The play of King Lear

How far do you agree that “The play of King Lear presents us with a bleak and cruel world and offers us no comfort at the end Much of Shakespeare’s King Lear follows themes such as betrayal on the part of the antagonists and the protagonist’s blindness of the events which have befallen them. For example in a rage with Kent Lear exclaims ‘Out of my sight! ’ with Kent’s retort simply being ‘See better Lear’ this motif of a characters blindness continues throughout the play.

Some of the characters can be seen to be prolifically cruel throughout the play and while many of the these characters die by the end of the play their actions still have ramifications. Gonerill and Regan for example strip their father of his self awareness and leave him to scrabble for his sanity on an unwelcoming and bleak heath. Lear is not exempt from blame for his circumstances but the disastrous and tragic consequences seem to out balance the flaws in his fragile mind.

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This is a tragedy however so Lear’s downfall as the result his hamartia was expected for the katharsis of the Jacobean audiences to be achieved. The play has a sinister atmosphere but Shakespeare may have tried to include moments of comfort either for the tension of the drama or to give the audience a sense of hope. In Act 1 of King Lear Shakespeare seems to foreshadow the key themes of the play which often have sorrowful consequences for many of the characters.

For example when Lear decides that he will test his daughter’s flattery in exchange for their share of the kingdom, ‘Which of you shall we say doth love us most, that we our largest bounty may extend’ the contest seems to be an empty gesture as Gloucester and Kent had already discussed that both dukes could already expect an equal share of England ‘for qualities are so weighed that curiosity in neither can make choice of either’s moiety’.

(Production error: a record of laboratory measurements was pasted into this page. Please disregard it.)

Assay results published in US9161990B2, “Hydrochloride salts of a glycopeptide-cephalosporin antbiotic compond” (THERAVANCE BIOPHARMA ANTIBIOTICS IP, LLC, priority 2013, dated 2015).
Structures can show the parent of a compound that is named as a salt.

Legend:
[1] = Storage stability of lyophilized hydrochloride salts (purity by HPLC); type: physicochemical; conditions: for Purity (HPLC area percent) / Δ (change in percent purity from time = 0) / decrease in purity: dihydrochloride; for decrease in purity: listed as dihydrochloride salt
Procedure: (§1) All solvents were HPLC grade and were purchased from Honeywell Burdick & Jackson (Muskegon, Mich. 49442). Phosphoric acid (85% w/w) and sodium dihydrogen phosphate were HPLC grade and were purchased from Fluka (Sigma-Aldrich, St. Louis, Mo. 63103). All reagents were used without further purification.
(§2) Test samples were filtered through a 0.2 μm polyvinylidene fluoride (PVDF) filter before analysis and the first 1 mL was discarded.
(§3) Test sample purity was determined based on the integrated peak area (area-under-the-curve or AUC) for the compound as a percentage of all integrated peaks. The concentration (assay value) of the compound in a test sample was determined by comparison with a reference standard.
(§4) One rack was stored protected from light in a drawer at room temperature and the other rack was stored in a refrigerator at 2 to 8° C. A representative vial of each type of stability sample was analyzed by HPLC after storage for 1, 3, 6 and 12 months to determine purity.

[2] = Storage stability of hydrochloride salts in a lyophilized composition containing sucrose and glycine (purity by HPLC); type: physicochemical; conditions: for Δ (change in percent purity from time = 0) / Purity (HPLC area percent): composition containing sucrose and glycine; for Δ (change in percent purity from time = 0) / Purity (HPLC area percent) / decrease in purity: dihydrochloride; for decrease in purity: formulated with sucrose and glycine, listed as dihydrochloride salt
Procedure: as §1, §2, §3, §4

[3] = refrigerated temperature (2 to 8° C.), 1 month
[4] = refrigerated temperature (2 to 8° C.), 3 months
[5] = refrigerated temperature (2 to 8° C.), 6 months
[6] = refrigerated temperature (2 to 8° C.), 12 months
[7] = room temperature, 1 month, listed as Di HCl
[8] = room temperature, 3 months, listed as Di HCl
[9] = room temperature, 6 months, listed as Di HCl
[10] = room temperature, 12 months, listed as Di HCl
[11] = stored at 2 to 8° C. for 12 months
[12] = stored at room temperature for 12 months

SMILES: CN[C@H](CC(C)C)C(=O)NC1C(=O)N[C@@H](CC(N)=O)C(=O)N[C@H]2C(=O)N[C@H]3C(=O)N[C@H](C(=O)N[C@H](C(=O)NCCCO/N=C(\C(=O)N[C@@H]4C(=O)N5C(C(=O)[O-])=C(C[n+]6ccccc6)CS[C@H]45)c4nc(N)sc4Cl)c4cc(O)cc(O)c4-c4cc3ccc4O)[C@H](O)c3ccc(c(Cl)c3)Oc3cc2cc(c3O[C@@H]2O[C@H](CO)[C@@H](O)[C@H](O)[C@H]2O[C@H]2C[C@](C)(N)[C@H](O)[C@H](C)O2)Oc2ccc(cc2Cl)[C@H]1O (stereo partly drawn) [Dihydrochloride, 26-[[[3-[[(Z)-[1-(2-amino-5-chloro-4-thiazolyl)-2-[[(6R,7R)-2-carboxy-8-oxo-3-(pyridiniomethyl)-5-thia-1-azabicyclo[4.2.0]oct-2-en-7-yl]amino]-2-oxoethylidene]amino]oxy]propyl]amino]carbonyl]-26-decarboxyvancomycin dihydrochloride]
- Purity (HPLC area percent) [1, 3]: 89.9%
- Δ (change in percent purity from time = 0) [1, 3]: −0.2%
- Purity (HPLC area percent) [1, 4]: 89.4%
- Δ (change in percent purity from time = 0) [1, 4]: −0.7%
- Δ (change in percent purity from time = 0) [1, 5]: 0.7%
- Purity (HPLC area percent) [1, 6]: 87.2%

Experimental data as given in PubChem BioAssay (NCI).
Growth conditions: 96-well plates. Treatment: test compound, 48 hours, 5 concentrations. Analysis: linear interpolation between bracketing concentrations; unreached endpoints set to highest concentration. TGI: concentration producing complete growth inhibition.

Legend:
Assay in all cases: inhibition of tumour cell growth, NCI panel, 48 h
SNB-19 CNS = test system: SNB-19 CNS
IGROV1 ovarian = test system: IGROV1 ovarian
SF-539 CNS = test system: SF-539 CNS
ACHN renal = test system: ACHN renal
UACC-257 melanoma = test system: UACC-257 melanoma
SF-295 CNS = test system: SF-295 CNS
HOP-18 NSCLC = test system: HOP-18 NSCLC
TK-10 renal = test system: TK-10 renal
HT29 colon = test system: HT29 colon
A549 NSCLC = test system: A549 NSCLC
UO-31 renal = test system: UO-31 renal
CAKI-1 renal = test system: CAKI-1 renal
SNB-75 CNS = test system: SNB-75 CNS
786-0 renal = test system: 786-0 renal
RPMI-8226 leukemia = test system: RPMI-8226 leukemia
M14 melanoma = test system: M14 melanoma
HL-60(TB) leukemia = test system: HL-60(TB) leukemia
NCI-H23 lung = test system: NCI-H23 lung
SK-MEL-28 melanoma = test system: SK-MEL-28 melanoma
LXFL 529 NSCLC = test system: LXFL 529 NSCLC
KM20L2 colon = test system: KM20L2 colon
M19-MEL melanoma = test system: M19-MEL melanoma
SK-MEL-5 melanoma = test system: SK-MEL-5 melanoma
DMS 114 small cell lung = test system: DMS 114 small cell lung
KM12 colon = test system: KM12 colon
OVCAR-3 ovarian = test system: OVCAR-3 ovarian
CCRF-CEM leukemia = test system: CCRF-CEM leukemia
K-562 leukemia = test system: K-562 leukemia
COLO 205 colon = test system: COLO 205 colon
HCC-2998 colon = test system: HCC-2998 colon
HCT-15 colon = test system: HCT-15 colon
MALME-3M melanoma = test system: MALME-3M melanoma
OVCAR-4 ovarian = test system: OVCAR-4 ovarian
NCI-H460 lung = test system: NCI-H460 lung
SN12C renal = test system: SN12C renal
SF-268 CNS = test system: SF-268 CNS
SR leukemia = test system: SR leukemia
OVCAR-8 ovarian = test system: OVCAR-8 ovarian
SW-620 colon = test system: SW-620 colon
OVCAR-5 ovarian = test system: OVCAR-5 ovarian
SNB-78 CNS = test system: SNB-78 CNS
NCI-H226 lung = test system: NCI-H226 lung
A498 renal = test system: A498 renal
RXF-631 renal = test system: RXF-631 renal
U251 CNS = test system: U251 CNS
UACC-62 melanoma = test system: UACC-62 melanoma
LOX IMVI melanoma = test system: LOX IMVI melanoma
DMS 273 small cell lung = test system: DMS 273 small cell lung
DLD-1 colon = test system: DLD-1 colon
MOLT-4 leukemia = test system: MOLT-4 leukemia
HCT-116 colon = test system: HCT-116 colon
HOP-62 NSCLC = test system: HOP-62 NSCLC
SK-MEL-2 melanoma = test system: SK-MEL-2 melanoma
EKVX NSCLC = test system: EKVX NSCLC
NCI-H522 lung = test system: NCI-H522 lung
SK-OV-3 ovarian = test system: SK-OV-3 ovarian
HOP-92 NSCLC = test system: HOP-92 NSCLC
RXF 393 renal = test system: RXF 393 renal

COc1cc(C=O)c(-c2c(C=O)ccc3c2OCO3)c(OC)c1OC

The kings’ empty words are soon mirrored by his children’s as Gonerill remarks that ‘Sir, i love you more that word can wield the matter’ and ‘A love that makes breath poor, and speech unable’ her hyperbole contradicts her when she goes on to explain further. Regan too expresses her true feelings poorly by simply agreeing with her sister ‘I am made of that self-mettle as my sister’ this sounds as if it were just a shallow echo of Gonerill without out conviction of love Lear expected.

However Lear does not recognise this as the audience might and so when Cordelia decides that she must ‘Love, and be silent’ and says ‘nothing my lord’ Lear indicates his own future ‘Nothing will come of nothing’ Because of Gonerill’s lack of seniority her expressions of love are devalued and mean nothing so that when Cordelia characterises her feelings towards Lear as loving him ‘According to my bond, no more nor less’ she reestablishes the verbal integrity. To a Jacobean audience the theme of nothing may be more prevalent just from Lear’s initial speech ‘Know, that we have divided in three our kingdom… To a christian audience this may have emulated Matthew 12. 25 ‘Every kingdom divided against itself is brought to desolation’. Yet even when in the most dire circumstances compassion is shown by various characters. After he is thrown into a storm and in his words Lear’s ‘… wits begin to turn’ he still shows pity for the fool when he asks ‘Come on, my boy: how dost, my boy? art cold? ’ This is either one of few examples of Lear’s selflessness or his attempt to cling to his only symbol of reality. The injustice of many of the characters are obvious throughout the play.

But there are some signs of pity and compassion and of loyalty too. This is usually due to a possible feelings of obligation to family or superiority which contrastingly in other examples become treachery. For example Gloucester’s ultimate punishment for his trust in Edmond is that Cornwall puts out the Earl’s eyes. A servant protests at the brutality of Gloucester’s treatment ‘… But better service have I never done you’ Along with Cordelia and Kent the servant pays the ultimate price for this and is killed.